GREAT NECK, N.Y., Dec. 18 (RNS) -- This week, rabbinic student Ted Tsuruoka is busy preparing his sermon for Friday's Shabbat service, which is also the secondnight of Hanukkah.

Hanukkah, the eight-day festival that commemorates the victory of a bandof Jews over their Hellenistic rulers more than 2,000 years ago, is aboutmore than menorahs and dreidels. It is, Tsuruoka says, "about the miracleof a small handful of Jews who were able to sustain their faith."

If anyone can talk about resisting assimilation, it is Tsuruoka, athird-generation Japanese-American who converted to Judaism, and the smallband of Long Island Jews who hired him as their spiritual leader.

"[Hanukkah] is a classic example of how Jews resist assimilation,"Tsuruoka said. "Because separating yourself from the rest of the world isan important concept of Judaism."

Tsuruoka, 54, has thought long and hard about Jews and separation. "I'ma double minority," he said.

Four months ago, this former chief programming officer for PlannedParenthood of America began serving Temple Isaiah, asmall Reform congregation in Great Neck, a largely well-to-do community on Long Island that is heavily Jewish.

As far as he knows, Tsuruoka is the only Japanese-American leading a synagogue. There are, however, other rabbinic students currently at the Reform movement's Hebrew Union College-Jewish Institute of Religion, he said, and he knows of at least one Japanese-American rabbi who previously led a congregation.

Tsuruoka's conversion came after many years of pondering and study. Aself-described "geek" who was born and reared on Manhattan's Upper WestSide, he had a lot of Jewish friends. As a child, he attended a Methodistchurch on West 104th Street that was founded by Japanese immigrants. Still,he was attracted to Judaism. By age 15, he was spending hours in the libraryof Jewish Theological Seminary, a 12-block walk from his home.

What was it about Judaism that attracted him?

"It's the philosophy, about how people ought to treat each other, andrelate to God. Also, it's the insistence on studying and questioning.Christianity, as I perceived it, failed to ask certain questions. InChristianity I never felt the struggle between a person and God that I feelas a Jew. In Christianity, faith alone can save you, and will ultimatelymake you a good person. But in Judaism, faith comes after you become a goodperson."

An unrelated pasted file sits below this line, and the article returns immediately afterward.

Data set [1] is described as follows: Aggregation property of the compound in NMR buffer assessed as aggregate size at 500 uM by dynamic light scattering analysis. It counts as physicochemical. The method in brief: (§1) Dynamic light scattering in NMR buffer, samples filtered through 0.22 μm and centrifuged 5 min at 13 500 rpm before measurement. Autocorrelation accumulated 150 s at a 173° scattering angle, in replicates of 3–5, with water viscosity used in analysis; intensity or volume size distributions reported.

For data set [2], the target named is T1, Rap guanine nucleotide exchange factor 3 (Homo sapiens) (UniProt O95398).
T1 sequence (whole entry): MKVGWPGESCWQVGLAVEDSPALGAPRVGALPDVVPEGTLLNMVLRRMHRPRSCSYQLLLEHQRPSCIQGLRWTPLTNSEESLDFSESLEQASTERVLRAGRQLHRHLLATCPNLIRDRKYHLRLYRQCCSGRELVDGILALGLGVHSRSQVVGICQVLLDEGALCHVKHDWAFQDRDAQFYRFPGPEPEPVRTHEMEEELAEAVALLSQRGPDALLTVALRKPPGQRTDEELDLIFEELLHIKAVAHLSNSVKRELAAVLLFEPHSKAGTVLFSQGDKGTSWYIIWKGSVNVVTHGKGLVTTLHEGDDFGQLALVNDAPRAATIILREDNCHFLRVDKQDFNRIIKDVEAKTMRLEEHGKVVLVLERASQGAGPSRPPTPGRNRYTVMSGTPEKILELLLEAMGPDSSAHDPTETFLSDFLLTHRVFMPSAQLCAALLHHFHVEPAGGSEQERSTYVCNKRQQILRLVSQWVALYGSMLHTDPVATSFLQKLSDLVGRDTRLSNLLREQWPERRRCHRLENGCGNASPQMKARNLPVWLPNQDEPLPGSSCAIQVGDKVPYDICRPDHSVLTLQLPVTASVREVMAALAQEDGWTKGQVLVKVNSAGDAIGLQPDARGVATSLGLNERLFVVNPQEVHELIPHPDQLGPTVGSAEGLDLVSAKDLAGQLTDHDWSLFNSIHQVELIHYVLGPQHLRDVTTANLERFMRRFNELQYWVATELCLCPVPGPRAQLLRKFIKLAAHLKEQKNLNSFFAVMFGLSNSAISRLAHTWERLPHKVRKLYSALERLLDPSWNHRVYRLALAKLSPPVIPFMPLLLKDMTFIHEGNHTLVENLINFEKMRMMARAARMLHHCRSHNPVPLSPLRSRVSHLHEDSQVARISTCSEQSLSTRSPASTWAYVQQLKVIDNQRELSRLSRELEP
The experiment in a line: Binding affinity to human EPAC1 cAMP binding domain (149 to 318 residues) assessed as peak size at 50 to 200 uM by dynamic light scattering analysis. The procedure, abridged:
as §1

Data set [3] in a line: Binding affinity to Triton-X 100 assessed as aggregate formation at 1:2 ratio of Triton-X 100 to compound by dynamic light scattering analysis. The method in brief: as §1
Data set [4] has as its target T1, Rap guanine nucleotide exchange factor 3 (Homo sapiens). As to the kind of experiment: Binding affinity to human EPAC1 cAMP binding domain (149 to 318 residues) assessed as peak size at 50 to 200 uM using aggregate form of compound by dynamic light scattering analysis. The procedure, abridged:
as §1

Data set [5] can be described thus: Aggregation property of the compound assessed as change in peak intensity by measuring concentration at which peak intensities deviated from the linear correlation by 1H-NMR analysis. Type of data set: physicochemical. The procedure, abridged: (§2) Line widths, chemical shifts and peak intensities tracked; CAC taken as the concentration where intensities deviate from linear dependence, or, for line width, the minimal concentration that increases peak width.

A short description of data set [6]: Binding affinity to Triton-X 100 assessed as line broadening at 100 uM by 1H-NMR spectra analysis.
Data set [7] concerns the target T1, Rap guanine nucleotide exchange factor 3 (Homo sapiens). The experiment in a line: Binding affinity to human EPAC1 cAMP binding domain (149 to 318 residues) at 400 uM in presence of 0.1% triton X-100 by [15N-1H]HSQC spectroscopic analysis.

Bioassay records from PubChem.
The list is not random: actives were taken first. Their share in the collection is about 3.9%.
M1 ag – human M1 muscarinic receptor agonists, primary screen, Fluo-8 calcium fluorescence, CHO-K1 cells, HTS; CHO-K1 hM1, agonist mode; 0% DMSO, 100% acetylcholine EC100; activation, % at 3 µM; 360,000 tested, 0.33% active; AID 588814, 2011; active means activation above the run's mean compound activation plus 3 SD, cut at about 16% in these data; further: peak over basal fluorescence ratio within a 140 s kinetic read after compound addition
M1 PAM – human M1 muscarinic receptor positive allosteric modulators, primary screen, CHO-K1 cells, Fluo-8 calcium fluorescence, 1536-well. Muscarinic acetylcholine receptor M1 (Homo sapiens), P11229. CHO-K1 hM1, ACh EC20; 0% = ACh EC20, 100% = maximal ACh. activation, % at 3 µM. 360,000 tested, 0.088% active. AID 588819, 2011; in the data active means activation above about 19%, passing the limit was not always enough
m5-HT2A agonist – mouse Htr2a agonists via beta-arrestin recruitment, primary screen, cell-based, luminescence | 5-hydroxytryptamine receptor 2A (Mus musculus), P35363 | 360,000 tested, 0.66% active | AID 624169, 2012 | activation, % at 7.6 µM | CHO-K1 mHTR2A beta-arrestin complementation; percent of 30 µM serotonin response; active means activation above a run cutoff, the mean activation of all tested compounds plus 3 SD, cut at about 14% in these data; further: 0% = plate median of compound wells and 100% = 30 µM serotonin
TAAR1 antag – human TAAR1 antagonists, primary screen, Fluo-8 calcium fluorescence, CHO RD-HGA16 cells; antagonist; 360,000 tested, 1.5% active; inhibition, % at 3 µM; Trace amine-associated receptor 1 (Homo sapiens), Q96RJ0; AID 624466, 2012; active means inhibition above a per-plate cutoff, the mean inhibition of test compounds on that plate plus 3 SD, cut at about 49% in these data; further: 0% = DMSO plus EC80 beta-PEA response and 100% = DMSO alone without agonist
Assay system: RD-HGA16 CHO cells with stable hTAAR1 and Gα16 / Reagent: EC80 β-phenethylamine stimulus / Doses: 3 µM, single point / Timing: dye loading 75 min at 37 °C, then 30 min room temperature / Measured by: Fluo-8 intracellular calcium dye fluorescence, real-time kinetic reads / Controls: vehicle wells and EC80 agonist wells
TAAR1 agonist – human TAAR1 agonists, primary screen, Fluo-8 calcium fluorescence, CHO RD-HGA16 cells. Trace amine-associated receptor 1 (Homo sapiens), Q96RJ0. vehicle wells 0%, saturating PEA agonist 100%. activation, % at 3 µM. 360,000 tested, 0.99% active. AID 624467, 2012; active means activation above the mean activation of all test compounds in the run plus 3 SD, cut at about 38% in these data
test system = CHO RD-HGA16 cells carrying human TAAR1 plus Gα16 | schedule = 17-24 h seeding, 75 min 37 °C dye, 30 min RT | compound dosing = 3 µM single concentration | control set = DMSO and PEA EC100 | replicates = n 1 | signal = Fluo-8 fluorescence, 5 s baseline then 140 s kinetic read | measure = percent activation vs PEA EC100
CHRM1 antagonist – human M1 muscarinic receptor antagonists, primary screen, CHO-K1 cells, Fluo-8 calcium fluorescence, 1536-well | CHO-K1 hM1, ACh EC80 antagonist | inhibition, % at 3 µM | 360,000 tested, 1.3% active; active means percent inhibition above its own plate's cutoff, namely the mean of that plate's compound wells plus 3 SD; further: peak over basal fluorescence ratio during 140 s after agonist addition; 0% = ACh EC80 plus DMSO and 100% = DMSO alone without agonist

So, at 21, Tsuruoka converted to Judaism. Soon after, he married hisJewish girlfriend, Linda Brody. When their two children -- now 27 and 30 --were small, the Tsuruokas joined a synagogue.

Up to that point, Tsuruoka said, his relationship with Judaism had beenpurely intellectual. Now, he became drawn to Jewish ritual. He beganattending synagogue. He became president of his temple.

Then, about 10 years ago, Tsuruoka's life took a major detour.

"About 10 years ago," Tsuruoka said, "the rabbi invited me to chantTorah portions in Hebrew for the High Holidays. I began to study Hebrew onmy own." Learning the language, he said, opened up the classical Hebrewtexts to him. The next logical step, it seemed, was to become a rabbi.

When he told his children of his decision, they told him it was abouttime.

When asked about his new position as rabbi, he smiles happily. There's alot to do. On his second day on the job, he officiated at his first funeral.He's done a few bar mitzvahs. Next week he will do his first wedding.

This week, he will celebrate his first Hanukkah. When people call him"rabbi," it still takes his breath away, and seems as much a miracle asthe holiday he is about to celebrate.

Sometimes he wonders why Temple Isaiah chose to hire him. This is, afterall, his first job as a rabbi, and he is still a student (has more than two years to go at the Academy for Jewish Religion in New York) and not yet a fullyordained rabbi. He's been through two careers; besides his stint at PlannedParenthood, he owned and operated a picture-framing business for 10 years.

Terry Joseph, the temple's president, said members chose Tsuruokaunanimously, over eight over candidates, some of whom had 20 yearsexperience.

"It was his love of Judaism, of learning. He has so muchspirituality," Joseph said. Some members of this Reform congregation, shesaid, even think Tsuruoka is "too Jewish."

The congregation of about 125 families was founded 33 years ago by abreakaway group from another Great Neck congregation. But since Tsuruoka's arrival, Friday night attendance has increased dramatically, fromabout 20 people to as many as 80. People, Joseph said, are hearing abouthim. And they are curious.

As a convert, Tsuruoka says, his Jewishness is constantly on his mind.It's the most important part of him. Even more than for somebody who wasborn Jewish, he says, because he had the opportunity to choose.

"Being Japanese is something I'm just comfortable with. But Judaismconstantly bubbles up in me. There's a certain euphoria. Every time I put onthe tallit, or prayer shawl, it's like the first time."

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